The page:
Rob’s rules for good APIs (with explanations!):

or “being a provider in an age of mass consumption.”

While blogging to abstraction, I kept thinking of ways to I should have avoided those awkward and painful APIs that I’ve written in the past.  Short of a mouthful of bad tasting SOAP, here are my top API considerations.

Before you get started:

  1. Take are to design the semantics of you API because APIs are abstraction that hide complexity from, simplify work of and encourage good behaviors in its consumers.
  2. Think security and auditing first because it’s difficult to “see” all the options that an API will expose on a quick review.  You don’t want deal with the mess when Venkman crosses the streams.
  3. Write tests for your API because you want to find out that you broke it before your consumers do.  Even better, also add simulators that pump data into your API so that you can run system tests.
  4. Use versioned APIs even at 1.0 because you and your consumer must expect APIs to evolve.
  5. Separate verbs (taking actions) from nouns (editing things) in your API because they have fundamentally different use, validation, and notification models.   This also helps eliminate side-effects.
  6. Do not anticipate consumers’ appetite for data because there is a cost for returning information and maintaining compatibility.

Now that you’re committed:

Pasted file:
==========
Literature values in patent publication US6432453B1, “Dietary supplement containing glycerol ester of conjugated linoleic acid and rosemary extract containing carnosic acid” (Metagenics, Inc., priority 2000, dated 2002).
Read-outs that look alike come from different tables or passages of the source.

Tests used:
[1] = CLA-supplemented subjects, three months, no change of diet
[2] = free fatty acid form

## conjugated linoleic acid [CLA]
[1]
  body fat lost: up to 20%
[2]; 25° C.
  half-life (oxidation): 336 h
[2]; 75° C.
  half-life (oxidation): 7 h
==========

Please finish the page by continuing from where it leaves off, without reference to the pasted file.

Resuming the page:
1. Offer the minimum options to service the consumer’s use-case because it’s easier to add than remove options.
  2. Avoid exposing details to your consumer because it will lock-in your implementation and limit your flexibility.
  3. Use natural keys over system assigned keys because users will have to make extra calls to figure out your assignments and it will lock your implementation.
  4. Never break your API’s existing calls when adding options because you never really know who is using which API calls.
  5. Object versioning (timestamping is enough!) reduces confusion because you can’t control how long a user will hang onto an object before they decide to send it back to you.
  6. Fail loudly with obvious delight because you want to make it hard for bad data to get into your system and you also consumers to know what went wrong. 
  7. And, when failing loudly use HTTP error codes correctly because they really do mean something.
  8. Finally, be text tolerant because strong typing makes your API harder to use and text is very robust and flexible.

Whew.  Now for a REST.

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